Saturday, October 15, 2011

Post in Which You Meet My Handsome Cello.

This is my cello. See how he sits there against my studio wall, surrounded by More Important Things? Watch how he admonishes me silently from his stand. Look closely, maybe you can see the dust there on his shoulders, the reproach in that lovely costume eye-patch he’s sporting. Yet each time I pass him or glance his way, a small feisty part of me is quite convinced that if I picked him up and played him, something exquisite would pour through me along the bow, into the strings and body, and spill forth singing and sonorous, resonant and ethereal. It will just spring from us almost unbidden, effortlessly, with great passion. The experience will feel transcendent.  

But it’s a complex act, playing a cello, and my playing, when I got round to it today, did not sound good.

There are many technical complexities in cello playing, and that’s before you even think about the artistry or the soul of the piece of music. I do know just how tight my bow should be, and I can tune my instrument perfectly. I can pick out an interesting melody and sometimes even hit the right note. I sound almost terrific when I am wearing big headphones and playing along to some *loud* cello music. But my small knowledge is far from enough. 

Playing the cello is something I’d really like to do well, but it’s not on my urgent list. I do feel more strongly about it than learning to blow glass or use a pottery wheel or surf and other things I’d quite like to do but could never hope to teach myself. I probably should take some cello lessons and practice every day, and I will when I have the time, money, and desire. 

In the meantime playing the cello is really hard and not always fun, in fact. Actually, it’s a lot like writing (c’mon, you knew where I was going with this). However, I can readily laugh off how bad I sound as I drag bow across strings and still happily fantasize about one day being listenable. I know I’m not my screechy cello playing, anymore than I am my excellent scone baking skills or my tragic inability to sew. But that’s hard to do with your writing, isn’t it? If our writing isn’t good, we feel it in our core as some terrible damning exposition of what’s deepest and most wonderful (or wrong) within us. Indeed,if I aspired to be the next Yo Yo Ma, I imagine the way I play the cello would be upsetting.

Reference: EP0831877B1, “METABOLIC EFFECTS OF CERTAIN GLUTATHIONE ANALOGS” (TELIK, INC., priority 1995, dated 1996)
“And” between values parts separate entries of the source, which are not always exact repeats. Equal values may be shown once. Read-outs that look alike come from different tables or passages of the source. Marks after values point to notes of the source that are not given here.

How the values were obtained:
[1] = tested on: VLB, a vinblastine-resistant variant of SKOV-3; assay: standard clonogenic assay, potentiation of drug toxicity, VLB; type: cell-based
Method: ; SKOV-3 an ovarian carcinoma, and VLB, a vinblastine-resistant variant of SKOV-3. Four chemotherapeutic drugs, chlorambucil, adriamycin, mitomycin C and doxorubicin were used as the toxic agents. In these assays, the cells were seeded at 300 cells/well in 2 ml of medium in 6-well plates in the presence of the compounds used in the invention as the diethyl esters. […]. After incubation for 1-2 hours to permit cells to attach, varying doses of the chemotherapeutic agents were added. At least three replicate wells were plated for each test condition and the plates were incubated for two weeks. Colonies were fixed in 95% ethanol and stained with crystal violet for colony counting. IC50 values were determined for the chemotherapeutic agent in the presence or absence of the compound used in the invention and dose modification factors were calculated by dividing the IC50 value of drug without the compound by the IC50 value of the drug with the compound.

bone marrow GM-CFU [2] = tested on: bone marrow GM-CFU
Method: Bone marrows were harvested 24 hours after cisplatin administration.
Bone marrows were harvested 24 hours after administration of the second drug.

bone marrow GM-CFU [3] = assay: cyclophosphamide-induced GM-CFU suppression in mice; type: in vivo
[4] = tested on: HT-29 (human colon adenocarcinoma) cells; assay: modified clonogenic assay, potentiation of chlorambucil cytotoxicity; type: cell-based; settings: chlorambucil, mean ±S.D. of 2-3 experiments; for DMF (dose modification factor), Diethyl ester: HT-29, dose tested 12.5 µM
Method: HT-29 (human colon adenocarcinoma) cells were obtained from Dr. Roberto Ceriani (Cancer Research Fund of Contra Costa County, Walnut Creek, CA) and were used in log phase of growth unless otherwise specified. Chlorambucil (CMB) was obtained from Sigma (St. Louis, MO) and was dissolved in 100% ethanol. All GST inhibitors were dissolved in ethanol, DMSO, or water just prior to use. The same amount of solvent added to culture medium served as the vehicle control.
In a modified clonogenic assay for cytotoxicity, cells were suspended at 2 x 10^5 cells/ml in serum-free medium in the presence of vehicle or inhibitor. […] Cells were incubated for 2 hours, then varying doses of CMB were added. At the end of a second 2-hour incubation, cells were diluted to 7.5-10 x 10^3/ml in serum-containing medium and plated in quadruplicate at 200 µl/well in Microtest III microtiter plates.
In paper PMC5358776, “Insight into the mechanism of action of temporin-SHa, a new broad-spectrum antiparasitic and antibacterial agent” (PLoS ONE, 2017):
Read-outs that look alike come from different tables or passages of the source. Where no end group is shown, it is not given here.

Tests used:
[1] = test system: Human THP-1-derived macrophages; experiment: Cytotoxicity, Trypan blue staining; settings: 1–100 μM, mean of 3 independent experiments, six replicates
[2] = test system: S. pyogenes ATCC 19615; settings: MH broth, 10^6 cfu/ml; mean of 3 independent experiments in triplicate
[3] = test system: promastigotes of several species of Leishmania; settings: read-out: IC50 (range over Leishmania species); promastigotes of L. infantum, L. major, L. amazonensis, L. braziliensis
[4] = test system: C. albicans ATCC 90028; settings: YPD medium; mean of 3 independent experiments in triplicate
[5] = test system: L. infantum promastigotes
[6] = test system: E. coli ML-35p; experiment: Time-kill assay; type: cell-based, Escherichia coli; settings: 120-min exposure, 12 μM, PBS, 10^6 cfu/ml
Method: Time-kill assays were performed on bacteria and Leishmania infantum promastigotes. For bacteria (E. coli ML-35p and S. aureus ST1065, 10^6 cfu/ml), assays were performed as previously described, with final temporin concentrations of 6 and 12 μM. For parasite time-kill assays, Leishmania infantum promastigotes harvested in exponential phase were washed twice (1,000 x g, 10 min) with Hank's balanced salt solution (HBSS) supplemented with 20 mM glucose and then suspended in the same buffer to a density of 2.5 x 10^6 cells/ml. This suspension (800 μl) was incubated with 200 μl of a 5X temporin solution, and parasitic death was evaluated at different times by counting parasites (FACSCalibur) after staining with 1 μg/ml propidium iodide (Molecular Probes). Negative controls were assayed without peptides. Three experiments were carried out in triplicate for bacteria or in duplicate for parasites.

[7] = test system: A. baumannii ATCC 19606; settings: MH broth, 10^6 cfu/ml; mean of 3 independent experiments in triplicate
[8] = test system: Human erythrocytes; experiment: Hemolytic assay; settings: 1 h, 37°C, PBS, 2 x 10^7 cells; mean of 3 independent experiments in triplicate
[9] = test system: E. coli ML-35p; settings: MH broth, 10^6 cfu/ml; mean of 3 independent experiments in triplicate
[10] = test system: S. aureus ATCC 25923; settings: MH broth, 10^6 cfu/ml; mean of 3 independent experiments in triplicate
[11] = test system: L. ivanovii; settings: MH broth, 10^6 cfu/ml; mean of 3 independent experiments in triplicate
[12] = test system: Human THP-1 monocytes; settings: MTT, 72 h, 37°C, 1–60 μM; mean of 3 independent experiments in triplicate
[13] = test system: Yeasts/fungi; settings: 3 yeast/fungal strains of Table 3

The thing is, we all understand it takes many lessons, a full understanding of tools, and many years of dedicated daily practice and fine tuning of artistry to become a concert musician—and yet we think we should be accomplished writers the moment we sit down to write, and then again each time we write. And when we fear that’s not happening, we quake at the thought of critiques. We shiver at the thought of sharing, of exposing our work and ourselves. We get really bloody frustrated. We let our writing and passion catch dust.

Does that make any sense at all?

All published writers have a long learning curve before they actually "make it." Everyone’s first attempts and early drafts sound like caterwauling cellos. So practice and play, be happy you’re on your way. One day, you will be a maestro. 


  1. Beautifully expressed Marlo....only one in ten million or there about, is ever an over-night success.
    All those other apparent overnight success stories belie the ten and twenty years, and more, of effort that the rest of us have put into our creative endeavors.

  2. I love your analogy, Marlo. A writer must always work their craft. Each time I reread a piece I'm working on, I find improvements I can make. I plan to keep practicing! Thanks for your inspiration.

  3. Thank you for this post! I've been feeling discouraged about my work in progress, certain that everyone has an easier time of it than I do...not the case, but isn't it easy to think that way? This was a nice reminder that patience and practice are key.